Feminism and Spiritual Citizenship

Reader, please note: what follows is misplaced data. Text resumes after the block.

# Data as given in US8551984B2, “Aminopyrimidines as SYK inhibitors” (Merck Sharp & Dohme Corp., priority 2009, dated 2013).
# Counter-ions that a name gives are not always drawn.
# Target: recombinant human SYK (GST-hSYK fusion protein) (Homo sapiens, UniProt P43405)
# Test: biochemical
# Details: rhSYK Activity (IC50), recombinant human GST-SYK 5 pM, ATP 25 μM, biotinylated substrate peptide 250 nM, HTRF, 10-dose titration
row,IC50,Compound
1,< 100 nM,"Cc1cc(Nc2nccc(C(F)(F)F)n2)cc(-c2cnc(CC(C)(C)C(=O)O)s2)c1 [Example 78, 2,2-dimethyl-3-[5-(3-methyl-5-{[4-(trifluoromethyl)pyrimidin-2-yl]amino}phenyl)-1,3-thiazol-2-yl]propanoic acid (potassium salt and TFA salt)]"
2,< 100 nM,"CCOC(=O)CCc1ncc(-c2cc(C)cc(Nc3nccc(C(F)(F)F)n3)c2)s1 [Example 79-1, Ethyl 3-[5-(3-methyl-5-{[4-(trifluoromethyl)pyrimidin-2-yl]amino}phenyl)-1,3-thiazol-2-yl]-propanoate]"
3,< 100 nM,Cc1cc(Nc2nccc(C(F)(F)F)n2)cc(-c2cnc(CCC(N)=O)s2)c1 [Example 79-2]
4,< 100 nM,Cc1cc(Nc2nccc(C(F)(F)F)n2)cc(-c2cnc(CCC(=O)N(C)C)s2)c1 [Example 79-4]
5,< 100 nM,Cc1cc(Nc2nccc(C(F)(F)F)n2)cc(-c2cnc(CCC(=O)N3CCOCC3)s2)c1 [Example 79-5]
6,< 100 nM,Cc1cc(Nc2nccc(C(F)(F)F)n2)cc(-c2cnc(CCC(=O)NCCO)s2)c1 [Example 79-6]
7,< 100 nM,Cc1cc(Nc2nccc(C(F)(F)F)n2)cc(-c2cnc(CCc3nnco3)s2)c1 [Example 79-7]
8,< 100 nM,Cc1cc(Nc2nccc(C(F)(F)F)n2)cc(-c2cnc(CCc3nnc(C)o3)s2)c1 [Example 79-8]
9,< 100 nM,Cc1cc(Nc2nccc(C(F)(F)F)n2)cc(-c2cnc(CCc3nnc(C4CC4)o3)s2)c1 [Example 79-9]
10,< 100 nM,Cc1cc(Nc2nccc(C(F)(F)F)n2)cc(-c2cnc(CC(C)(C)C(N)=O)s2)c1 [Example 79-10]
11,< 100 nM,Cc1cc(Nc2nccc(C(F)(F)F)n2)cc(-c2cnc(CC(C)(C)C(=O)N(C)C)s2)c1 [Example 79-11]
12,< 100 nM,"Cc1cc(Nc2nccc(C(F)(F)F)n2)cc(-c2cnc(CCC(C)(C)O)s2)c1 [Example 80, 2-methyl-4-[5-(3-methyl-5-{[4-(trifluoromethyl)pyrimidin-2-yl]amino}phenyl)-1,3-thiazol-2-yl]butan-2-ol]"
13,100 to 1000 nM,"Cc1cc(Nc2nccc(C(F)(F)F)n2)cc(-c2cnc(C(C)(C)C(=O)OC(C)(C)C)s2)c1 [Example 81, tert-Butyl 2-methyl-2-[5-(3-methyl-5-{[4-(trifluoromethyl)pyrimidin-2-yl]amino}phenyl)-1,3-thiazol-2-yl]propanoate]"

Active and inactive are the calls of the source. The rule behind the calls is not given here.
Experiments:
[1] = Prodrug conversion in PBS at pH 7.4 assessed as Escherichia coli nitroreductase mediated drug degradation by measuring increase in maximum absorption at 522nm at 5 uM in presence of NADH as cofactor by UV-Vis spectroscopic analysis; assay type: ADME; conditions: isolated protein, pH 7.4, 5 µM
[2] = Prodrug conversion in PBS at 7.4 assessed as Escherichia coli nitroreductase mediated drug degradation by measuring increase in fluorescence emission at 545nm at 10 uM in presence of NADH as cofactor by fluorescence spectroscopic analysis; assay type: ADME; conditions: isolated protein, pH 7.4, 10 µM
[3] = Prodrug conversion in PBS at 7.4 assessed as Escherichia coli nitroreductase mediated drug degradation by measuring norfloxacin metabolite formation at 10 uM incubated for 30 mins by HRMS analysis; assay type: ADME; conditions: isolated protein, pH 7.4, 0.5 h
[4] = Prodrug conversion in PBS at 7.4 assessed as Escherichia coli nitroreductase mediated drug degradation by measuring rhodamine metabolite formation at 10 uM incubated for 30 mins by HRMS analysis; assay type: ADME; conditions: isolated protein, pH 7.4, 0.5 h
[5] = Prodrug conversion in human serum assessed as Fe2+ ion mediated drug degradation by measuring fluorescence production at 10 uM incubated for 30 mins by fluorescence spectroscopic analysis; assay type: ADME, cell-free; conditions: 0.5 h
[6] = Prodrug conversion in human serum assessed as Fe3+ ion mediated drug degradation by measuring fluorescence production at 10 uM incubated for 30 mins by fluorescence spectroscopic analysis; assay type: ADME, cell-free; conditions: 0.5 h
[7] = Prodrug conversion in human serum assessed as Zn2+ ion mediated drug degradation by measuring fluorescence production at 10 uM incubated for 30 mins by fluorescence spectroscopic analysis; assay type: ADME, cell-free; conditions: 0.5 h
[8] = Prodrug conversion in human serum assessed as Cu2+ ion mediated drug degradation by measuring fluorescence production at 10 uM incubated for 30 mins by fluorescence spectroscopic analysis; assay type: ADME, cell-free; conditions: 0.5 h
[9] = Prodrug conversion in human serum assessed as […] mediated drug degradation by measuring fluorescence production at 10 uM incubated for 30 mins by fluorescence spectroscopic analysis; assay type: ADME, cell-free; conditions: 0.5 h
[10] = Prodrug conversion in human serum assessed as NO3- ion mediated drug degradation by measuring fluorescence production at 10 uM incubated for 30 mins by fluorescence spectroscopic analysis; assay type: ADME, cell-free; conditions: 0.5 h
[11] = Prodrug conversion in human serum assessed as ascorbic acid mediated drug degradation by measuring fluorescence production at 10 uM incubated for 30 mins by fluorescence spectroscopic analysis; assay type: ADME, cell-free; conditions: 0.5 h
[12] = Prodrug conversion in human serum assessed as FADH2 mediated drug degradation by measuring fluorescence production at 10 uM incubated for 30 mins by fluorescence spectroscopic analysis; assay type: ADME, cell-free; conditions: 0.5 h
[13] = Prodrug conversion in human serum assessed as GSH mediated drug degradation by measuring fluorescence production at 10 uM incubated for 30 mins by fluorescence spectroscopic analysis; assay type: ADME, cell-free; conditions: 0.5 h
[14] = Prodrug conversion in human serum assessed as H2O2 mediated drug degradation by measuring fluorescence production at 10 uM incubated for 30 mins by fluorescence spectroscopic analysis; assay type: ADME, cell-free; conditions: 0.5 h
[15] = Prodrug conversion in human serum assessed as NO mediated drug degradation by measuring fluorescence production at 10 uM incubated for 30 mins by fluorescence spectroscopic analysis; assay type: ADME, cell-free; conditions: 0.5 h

The question that motivates this essay is “What does spiritual citizenship look like through a feminist lens?” Feminists have long argued that even the most intimate aspects of our lives – our relationships, dreams, and aspirations – are not merely private, but have political dimensions. Perhaps nothing is more intimate than our relationship with the Divine, and there may indeed be something about this relationship that transcends politics. Nonetheless, the ways in which we communicate, practice, and build community around spirituality are deeply imbued with power. Patriarchal ideas about sex and gender infuse language and imagery about the Sacred, sexism and racism rife within many spiritual communities (even those that have seemingly eschewed religious dogmatism), and spiritual leaders remain overwhelmingly male and heterosexual. We need, as Leela Fernandes has argued, a “decolonization of the divine.”